Andrew Neaum

To be greeted at Melbourne airport by an animated daughter, Elizabeth, and on a cool, sunny evening was balm to the soul, even if our luggage turned out not to be on the same plane as Diana and myself. Then the journey back to Shepparton, by way of the lovely Mickleham route, along roads with verges thickly grassed and past paddocks heavy with hay augured well for a happy return indeed. For Diana to view Victoria for the first time in such early summer fruitfulness, and bathed in a still gentle and falling sun’s lovely light was auspicious indeed.


It all brought to mind one of my very favourite poems (not all together appropriately, for the poem refers to the return of God, not a mere Rector and wife, but then much that pops into a magpie mind like mine is less than perfectly appropriate):

                                                             How Fresh, O Lord, how sweet and clean

                                                             Are thy returns! ev’n as the flowers in spring;


                                                                        Grief melts away

                                                                        Like snow in May,

                                                             As if there were no such cold thing.

                                                             Who would have thought my shrivel’d heart

                                                             Could have recover’d greennesse? It was gone

                                                             Quite under ground; as flowers depart

                                                             To see their mother-root, when they have blown;

                                                                        Where they together

                                                                        All the hard weather,

                                                             Dead to the world, keep house unknown.


                                                             And now in age I bud again,

                                                             After so many deaths I live and write;

                                                             I once more smell the dew and rain,

                                                             And relish versing: O my only light,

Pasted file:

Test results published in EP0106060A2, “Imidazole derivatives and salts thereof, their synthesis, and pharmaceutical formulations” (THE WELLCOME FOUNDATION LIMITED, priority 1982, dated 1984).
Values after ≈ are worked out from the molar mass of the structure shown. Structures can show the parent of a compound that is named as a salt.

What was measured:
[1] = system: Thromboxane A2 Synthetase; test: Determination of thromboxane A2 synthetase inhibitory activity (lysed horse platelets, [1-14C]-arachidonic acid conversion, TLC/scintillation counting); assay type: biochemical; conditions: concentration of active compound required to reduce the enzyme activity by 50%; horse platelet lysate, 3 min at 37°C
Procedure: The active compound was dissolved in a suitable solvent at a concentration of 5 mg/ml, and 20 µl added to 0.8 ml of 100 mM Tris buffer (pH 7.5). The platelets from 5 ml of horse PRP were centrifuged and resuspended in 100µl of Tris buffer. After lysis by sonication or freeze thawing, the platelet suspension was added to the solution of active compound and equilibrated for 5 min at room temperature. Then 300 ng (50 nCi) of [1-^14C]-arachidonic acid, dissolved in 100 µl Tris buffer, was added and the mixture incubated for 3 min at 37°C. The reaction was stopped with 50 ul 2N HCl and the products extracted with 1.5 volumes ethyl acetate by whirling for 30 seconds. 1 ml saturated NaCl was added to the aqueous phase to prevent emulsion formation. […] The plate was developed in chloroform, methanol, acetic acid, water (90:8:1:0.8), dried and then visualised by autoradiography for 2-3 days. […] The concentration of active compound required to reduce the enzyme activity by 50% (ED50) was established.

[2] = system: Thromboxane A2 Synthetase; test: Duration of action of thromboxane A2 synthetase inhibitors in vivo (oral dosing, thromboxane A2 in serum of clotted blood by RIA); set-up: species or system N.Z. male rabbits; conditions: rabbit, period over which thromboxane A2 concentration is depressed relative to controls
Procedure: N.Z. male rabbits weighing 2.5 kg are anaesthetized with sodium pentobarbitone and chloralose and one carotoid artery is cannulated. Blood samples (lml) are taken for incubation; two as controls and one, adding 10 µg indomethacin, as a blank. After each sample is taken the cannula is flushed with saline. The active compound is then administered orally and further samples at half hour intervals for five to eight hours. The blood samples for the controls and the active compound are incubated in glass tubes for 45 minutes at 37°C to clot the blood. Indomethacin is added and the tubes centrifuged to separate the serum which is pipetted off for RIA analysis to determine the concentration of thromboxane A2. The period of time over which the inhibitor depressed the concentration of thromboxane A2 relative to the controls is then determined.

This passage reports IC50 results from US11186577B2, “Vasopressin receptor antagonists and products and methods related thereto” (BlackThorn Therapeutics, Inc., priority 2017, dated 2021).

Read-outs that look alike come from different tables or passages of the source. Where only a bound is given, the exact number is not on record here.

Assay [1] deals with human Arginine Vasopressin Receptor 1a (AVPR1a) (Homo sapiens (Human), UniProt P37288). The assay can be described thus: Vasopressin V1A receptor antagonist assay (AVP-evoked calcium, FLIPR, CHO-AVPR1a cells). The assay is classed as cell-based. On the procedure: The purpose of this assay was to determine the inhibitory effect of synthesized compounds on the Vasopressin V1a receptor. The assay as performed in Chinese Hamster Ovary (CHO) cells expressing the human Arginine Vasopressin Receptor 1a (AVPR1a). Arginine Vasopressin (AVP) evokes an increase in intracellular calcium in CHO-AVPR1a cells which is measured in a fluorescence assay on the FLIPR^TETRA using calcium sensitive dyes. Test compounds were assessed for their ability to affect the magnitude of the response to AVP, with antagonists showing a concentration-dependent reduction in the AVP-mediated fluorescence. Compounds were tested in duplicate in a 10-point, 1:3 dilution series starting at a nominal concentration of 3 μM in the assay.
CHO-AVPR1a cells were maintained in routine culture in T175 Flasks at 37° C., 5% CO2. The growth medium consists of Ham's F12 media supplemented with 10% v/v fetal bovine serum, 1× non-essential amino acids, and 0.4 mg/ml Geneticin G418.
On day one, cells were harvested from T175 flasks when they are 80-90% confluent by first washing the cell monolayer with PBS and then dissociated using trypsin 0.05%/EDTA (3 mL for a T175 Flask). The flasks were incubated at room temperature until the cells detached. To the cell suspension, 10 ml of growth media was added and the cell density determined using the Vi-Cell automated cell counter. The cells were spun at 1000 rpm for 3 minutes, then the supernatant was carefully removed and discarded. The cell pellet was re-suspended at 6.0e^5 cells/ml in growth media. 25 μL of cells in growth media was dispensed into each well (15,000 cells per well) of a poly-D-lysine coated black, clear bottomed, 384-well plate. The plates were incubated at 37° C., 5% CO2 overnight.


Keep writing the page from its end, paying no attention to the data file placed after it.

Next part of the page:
It cannot be

                                                                        That I am he

                                                             On whom thy tempests fell all night.


It is good to be back, it really is. The past six months have been hugely enriching, unutterably good, altogether worthwhile, but it is still great to be back, and for Diana to return to live again (after so many years) in that most stimulating of all domestic hubs, an Anglican rectory, is also a happy return, especially to a rectory set in such sylvan and well flowered grounds. On our second evening back we heard odd chortlings, squeaks, grunts and rustlings in the mulberry tree outside the back door. Torchlight revealed a flock of guzzling, spitting, urinating bats. This is new. Up until now it has been only the beautiful lorikeets and other light-winged denizens of the day that have graced this lovely tree to lift the spirits at this time of the year. To have their diurnal beauty offset and balanced by less than beautiful but altogether fascinating and well fabled denizens of the night gladdened our hearts enormously.


Having just written the last paragraph I had a short conversation, by courtesy of Skype, with Rachel in England. On hearing me tell of our greedy and voluble bats she responded by telling me that the book she is presently reading (“Pale Fire” by Nabokov, a fascinating and brilliant read if ever there was one) had just referred to a crawling bat as being “like a cripple with a broken umbrella....” a brilliant image.


There is much for which to be grateful then. Not least Gough Whitlam for conceiving of and putting into place “long-service leave”, but also a parish that seems to have been delighted for me to have so long an absence rather than resenting it, and Gail, Helen and so many more, not least our “locums”, because they and all of you in your willingness to shoulder any necessary and extra responsibilities helped quieten into complete quiescence my conscience at taking so long a slab of leave.


Love, sacrificing-love, enlarges, transforms and makes sense of human existence. One of the main reasons that I remain a Christian is that this sweet Faith puts love (in the shape of a cross) at the heart of everything, even of the Godhead, making love our raison d’etre. In being granted as widower and widow the great and rare privilege of learning in marriage to love a second time, Diana and myself are mindful that it is neither necessary nor desirable to turn our backs on our previous loves and loyalties. We endeavour rather to remain loyal and true to our old loves in our new love. Because Diana’s Michael and my Margaret shared with us both in a familial friendship many years ago, this has been easier than might otherwise have been the case. We feel, without being at all presumptious, their blessing upon us both and are glad too of yours as well.